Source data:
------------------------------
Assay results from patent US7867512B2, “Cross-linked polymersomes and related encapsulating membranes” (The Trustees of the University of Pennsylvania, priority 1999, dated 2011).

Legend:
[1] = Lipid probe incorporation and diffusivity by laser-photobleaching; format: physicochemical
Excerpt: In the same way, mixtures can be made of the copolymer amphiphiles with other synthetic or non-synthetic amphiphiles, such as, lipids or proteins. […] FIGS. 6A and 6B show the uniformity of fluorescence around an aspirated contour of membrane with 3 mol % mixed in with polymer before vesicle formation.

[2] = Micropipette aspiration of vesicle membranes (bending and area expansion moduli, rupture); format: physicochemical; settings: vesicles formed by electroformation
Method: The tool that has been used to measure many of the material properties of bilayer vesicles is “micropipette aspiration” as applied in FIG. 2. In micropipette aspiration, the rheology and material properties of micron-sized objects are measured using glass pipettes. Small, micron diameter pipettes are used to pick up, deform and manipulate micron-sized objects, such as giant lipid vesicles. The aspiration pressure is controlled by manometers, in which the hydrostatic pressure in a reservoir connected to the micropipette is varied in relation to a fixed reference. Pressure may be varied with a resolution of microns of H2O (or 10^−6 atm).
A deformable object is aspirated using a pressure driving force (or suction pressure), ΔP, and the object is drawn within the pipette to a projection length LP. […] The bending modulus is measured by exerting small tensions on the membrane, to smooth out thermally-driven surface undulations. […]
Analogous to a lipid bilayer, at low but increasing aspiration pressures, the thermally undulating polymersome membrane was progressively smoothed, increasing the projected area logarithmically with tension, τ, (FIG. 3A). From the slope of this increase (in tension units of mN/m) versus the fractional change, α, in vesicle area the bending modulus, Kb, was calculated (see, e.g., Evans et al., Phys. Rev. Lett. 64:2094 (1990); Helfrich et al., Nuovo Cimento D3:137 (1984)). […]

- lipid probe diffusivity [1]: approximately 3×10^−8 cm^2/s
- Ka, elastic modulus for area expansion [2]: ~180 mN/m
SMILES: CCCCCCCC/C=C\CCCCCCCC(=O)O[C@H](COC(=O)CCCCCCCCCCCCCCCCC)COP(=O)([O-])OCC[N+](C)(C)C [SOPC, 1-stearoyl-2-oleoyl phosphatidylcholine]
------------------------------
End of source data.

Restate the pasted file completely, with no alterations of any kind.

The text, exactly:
Assay results from patent US7867512B2, “Cross-linked polymersomes and related encapsulating membranes” (The Trustees of the University of Pennsylvania, priority 1999, dated 2011).

Legend:
[1] = Lipid probe incorporation and diffusivity by laser-photobleaching; format: physicochemical
Excerpt: In the same way, mixtures can be made of the copolymer amphiphiles with other synthetic or non-synthetic amphiphiles, such as, lipids or proteins. […] FIGS. 6A and 6B show the uniformity of fluorescence around an aspirated contour of membrane with 3 mol % mixed in with polymer before vesicle formation.

[2] = Micropipette aspiration of vesicle membranes (bending and area expansion moduli, rupture); format: physicochemical; settings: vesicles formed by electroformation
Method: The tool that has been used to measure many of the material properties of bilayer vesicles is “micropipette aspiration” as applied in FIG. 2. In micropipette aspiration, the rheology and material properties of micron-sized objects are measured using glass pipettes. Small, micron diameter pipettes are used to pick up, deform and manipulate micron-sized objects, such as giant lipid vesicles. The aspiration pressure is controlled by manometers, in which the hydrostatic pressure in a reservoir connected to the micropipette is varied in relation to a fixed reference. Pressure may be varied with a resolution of microns of H2O (or 10^−6 atm).
A deformable object is aspirated using a pressure driving force (or suction pressure), ΔP, and the object is drawn within the pipette to a projection length LP. […] The bending modulus is measured by exerting small tensions on the membrane, to smooth out thermally-driven surface undulations. […]
Analogous to a lipid bilayer, at low but increasing aspiration pressures, the thermally undulating polymersome membrane was progressively smoothed, increasing the projected area logarithmically with tension, τ, (FIG. 3A). From the slope of this increase (in tension units of mN/m) versus the fractional change, α, in vesicle area the bending modulus, Kb, was calculated (see, e.g., Evans et al., Phys. Rev. Lett. 64:2094 (1990); Helfrich et al., Nuovo Cimento D3:137 (1984)). […]

- lipid probe diffusivity [1]: approximately 3×10^−8 cm^2/s
- Ka, elastic modulus for area expansion [2]: ~180 mN/m
SMILES: CCCCCCCC/C=C\CCCCCCCC(=O)O[C@H](COC(=O)CCCCCCCCCCCCCCCCC)COP(=O)([O-])OCC[N+](C)(C)C [SOPC, 1-stearoyl-2-oleoyl phosphatidylcholine]